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Pain au Saumon Japonais

So what exactly is Japanese salmon bread or salmon bread Japanese-style, as the title of this recipe suggests it is? Or what exactly is it about this meal that makes it bread or Japanese? These are questions we had going into it that still weren’t answered when it was done. But I promise this falling-apart block of stuff was pretty tasty and would be a good party appetizer.
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Here is the recipe and directions as my grandmother wrote them:
1/2 lb of cooked rice cooled (I used 1 cup of cooked rice)
1/2 box of green peas (I used 1 can)
3 hard-boiled eggs
1 onion
1 spoonful of vinegar
1 big box of salmon (I used three packets of pre-cooked, pre-cut salmon)
1 cornichon
4 big spoonfuls of mayonnaise
crushed garlic
  1. Put the cooked rice, green peas, chopped hard-boiled eggs in a bowl.
  2. Add the salmon very well broken up and the rest of the ingredients.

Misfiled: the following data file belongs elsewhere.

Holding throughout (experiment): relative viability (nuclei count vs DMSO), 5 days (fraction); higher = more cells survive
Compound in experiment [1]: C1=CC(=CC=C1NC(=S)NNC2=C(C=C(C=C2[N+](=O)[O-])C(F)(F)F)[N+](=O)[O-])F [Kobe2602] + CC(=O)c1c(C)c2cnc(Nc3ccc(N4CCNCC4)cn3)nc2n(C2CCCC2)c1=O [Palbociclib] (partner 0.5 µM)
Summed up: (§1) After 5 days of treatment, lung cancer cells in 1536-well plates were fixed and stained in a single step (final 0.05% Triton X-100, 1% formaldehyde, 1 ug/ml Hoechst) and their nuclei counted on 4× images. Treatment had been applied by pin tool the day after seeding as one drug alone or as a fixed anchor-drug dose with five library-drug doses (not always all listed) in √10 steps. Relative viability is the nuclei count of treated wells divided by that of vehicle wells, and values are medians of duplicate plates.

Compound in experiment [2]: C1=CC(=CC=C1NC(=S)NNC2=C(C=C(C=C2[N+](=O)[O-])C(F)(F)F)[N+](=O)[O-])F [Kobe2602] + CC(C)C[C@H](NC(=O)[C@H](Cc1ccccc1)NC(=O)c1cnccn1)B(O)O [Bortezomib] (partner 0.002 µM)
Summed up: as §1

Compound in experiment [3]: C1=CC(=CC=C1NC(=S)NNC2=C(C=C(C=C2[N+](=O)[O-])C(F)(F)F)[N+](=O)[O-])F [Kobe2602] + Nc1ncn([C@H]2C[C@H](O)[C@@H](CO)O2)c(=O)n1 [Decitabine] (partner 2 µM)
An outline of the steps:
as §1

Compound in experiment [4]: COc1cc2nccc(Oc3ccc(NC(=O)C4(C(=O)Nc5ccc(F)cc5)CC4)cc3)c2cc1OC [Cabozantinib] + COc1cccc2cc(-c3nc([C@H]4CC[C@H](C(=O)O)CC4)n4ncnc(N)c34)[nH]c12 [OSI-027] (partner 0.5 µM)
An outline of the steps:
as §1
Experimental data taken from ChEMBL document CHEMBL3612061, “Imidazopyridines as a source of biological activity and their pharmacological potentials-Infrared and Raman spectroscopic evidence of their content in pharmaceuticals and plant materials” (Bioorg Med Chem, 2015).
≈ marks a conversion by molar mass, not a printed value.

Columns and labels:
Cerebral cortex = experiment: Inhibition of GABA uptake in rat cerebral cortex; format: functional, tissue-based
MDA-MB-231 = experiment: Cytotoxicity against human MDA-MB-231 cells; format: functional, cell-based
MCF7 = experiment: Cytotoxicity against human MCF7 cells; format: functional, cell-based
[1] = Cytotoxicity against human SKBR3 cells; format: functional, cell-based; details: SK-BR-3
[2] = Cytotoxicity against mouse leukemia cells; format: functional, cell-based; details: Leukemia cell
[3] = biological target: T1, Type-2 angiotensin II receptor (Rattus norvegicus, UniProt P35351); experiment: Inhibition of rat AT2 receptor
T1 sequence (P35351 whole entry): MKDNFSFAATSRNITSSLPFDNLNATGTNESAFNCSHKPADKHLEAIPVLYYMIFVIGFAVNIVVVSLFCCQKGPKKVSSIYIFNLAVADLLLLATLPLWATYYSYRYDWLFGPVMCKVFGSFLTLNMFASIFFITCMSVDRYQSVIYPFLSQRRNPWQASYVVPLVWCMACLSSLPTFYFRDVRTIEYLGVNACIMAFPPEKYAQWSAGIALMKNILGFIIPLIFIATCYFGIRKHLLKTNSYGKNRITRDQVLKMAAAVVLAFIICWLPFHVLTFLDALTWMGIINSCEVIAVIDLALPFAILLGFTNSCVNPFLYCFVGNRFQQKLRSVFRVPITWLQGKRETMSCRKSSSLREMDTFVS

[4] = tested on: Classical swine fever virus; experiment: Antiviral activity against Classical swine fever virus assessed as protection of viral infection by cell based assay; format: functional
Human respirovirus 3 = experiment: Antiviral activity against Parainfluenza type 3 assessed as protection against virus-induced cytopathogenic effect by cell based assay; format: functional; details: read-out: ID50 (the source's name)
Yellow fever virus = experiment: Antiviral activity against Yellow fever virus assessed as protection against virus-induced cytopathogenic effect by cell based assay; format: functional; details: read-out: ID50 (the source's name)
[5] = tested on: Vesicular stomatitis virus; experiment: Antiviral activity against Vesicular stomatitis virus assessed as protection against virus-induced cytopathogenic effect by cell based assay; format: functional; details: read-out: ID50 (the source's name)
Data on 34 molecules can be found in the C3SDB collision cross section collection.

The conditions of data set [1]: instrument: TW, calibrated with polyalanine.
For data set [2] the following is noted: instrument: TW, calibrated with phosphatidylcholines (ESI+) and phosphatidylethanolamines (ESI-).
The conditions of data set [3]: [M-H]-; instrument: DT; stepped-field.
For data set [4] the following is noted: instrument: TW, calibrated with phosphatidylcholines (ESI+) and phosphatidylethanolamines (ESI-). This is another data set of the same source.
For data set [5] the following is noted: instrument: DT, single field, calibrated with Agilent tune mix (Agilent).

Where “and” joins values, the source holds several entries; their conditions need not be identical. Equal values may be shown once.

3. Put all of it in a pound/book of fish.
  4. Put it in the refrigerator for 4-5 hours at least.
  5. Turn it over on a bed of lettuce and serve with mayonnaise.
After a text message conversation with my mother to decipher a few things, here’s what I did:
  1. Daniel cooked rice in a rice cooker and hard-boiled eggs since I can’t do either. (Shush! I’m not interested in your judgment!)
  2. Then I put the cooked rice, green peas, and hard-boiled eggs into a bowl and chopped and mixed it all up.
  3. I emptied the salmon packetsĀ into the bowl.
  4. Next, I chopped up an onion, several cloves of garlic and one cornichon and put them all in the bowl.
  5. I added the rest of the ingredients and mixed it all well.
  6. Then I placed it all on the cutting board that I had been using and shaped it into a block. I’m hoping that’s what she meant by that book of fish instruction!
  7. I set it in the fridge for 6 or 7 hours to firm up.
Then I pulled it out, placed two large lettuce leaves on top and flipped it over onto a plate.
And then it fell apart!
But I served it with Triscuits and it still tasted good. I think next time I would do a rough chop in the food processor so the consistency was closer to a pate and make it easier to stay shaped as a block and spread on a cracker.

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